Tops Markets has ended its experiment with the hand-held devices customers use to scan their groceries as they shop.
The supermarket chain offered the gadgets in five stores on a trial basis, but most customers didn't warm up to the system called EasyShop.
"We just didn't have the participation in the technology that we thought we would," said Katie McKenna, a Tops spokeswoman. However, Tops stores continue to use the self-checkout lanes that carry a similar name, EasyScan.
The Amherst-based chain decided it wasn't cost-effective to continue operating EasyShop, much less expand it chainwide, as was envisioned when the technology was rolled out at selected Tops stores in 2006.
EasyShop was offered at two stores in Amherst, one each in Depew and East Aurora, and one in Rochester. Customers who signed up to use the hand-held devices scanned items' bar codes and bagged their groceries as they went.
The device, which looked a bit like a phaser gun from the old "Star Trek" TV series, contained a display screen that kept a running tally. At checkout, the data was transferred to the store's computer system to complete the purchase. Employees periodically checked to ensure customers were scanning what they were bagging.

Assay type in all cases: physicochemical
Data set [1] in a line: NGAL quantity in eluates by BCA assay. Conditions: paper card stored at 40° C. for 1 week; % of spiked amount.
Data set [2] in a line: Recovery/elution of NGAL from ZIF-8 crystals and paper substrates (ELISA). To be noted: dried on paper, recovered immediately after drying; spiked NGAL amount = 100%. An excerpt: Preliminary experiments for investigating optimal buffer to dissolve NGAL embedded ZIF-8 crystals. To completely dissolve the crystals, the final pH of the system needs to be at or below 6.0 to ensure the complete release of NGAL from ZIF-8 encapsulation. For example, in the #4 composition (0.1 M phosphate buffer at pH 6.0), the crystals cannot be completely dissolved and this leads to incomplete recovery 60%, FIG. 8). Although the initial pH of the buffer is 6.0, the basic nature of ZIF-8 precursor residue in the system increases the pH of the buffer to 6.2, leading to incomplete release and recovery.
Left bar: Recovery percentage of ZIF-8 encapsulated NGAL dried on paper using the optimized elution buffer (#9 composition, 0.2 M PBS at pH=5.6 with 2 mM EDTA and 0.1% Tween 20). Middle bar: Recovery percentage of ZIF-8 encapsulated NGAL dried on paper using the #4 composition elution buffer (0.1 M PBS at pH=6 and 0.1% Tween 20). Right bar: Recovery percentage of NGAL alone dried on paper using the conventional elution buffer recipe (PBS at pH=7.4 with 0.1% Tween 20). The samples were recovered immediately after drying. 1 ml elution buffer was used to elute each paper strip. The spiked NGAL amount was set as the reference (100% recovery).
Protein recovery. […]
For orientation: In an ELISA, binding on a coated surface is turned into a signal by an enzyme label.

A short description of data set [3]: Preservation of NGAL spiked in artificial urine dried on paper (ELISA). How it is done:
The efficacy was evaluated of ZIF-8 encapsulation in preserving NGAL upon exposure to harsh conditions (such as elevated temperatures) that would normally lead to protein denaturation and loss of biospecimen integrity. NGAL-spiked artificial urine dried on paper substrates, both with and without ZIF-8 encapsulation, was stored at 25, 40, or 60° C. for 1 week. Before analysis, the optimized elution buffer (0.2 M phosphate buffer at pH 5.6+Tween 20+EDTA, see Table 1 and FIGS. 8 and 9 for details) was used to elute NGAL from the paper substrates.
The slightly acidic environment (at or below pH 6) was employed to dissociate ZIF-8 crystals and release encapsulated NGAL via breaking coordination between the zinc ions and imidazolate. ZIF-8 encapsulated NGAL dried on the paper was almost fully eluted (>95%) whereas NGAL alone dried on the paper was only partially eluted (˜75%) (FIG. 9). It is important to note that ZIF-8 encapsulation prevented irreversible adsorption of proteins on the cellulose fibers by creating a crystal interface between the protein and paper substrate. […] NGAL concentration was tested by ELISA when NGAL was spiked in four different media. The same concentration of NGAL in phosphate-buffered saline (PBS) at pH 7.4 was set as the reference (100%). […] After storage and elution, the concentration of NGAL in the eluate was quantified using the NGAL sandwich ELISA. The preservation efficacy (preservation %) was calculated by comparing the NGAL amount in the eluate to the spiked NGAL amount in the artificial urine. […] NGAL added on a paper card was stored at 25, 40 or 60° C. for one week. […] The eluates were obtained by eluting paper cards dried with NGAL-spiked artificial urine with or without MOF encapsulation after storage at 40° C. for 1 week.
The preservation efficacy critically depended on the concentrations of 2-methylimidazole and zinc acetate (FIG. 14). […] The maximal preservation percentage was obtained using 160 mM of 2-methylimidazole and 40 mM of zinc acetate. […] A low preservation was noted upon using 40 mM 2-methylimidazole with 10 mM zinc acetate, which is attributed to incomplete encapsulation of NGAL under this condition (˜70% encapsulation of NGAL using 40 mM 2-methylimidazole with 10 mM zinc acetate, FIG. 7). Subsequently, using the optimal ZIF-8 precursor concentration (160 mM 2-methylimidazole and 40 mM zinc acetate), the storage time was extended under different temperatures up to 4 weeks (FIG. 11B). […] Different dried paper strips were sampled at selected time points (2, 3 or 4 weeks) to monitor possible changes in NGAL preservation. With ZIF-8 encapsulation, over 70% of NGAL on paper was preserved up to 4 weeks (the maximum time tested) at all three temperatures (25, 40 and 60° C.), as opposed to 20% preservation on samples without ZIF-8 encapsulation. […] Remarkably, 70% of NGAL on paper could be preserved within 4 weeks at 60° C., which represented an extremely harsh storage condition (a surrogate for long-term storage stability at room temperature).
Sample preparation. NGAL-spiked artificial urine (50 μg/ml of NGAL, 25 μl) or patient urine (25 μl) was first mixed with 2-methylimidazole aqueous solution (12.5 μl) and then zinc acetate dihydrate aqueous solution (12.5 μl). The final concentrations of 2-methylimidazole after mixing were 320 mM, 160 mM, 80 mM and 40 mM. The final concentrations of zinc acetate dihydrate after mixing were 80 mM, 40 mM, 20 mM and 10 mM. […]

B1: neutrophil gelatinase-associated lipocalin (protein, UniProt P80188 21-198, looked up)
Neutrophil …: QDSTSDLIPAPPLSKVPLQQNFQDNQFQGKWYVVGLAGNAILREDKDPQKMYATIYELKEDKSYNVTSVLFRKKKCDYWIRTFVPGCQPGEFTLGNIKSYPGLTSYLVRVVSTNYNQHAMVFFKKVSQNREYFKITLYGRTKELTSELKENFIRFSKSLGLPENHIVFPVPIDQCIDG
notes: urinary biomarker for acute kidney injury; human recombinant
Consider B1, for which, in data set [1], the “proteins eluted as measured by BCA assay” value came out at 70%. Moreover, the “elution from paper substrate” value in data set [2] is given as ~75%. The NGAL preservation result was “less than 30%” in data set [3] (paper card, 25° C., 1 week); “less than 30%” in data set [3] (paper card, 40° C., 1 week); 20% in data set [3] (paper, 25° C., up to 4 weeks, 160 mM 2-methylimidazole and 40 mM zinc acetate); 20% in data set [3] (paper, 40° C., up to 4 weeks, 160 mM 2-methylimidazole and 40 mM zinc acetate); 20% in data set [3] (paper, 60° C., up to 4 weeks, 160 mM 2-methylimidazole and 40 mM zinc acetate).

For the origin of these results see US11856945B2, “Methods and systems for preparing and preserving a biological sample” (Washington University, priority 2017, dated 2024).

McKenna said the chain didn't encounter problems with theft -- instead, the system suffered from lackluster interest. Less than 2 percent of customers in the participating stores used it, she said.
The five stores each started out with two racks of the scanning devices, with each rack containing 46 of them. As time went on, the stores cut back to one rack each. Tops was on a year-to-year contract with the company that supplied the technology. The chain declined to say how much it spent on the system.
The chain sent letters to frequent users notifying them of its decision about EasyShop, and included store coupons. Store managers also called up some loyal users to let them know of the change.
Meanwhile, Tops' EasyScan self-checkout lanes continue to be popular, McKenna said. Tops has installed them in newly acquired stores that didn't have them, and it is testing a larger self-checkout area, equipped to handle larger purchases, at an Orchard Park location.
David Fikes of the Virginia-based Food Marketing Institute said industry observers haven't seen a trend toward supermarket chains dropping hand-held scanners. "The trend seems to be the other way, that more stores are adding them," he said.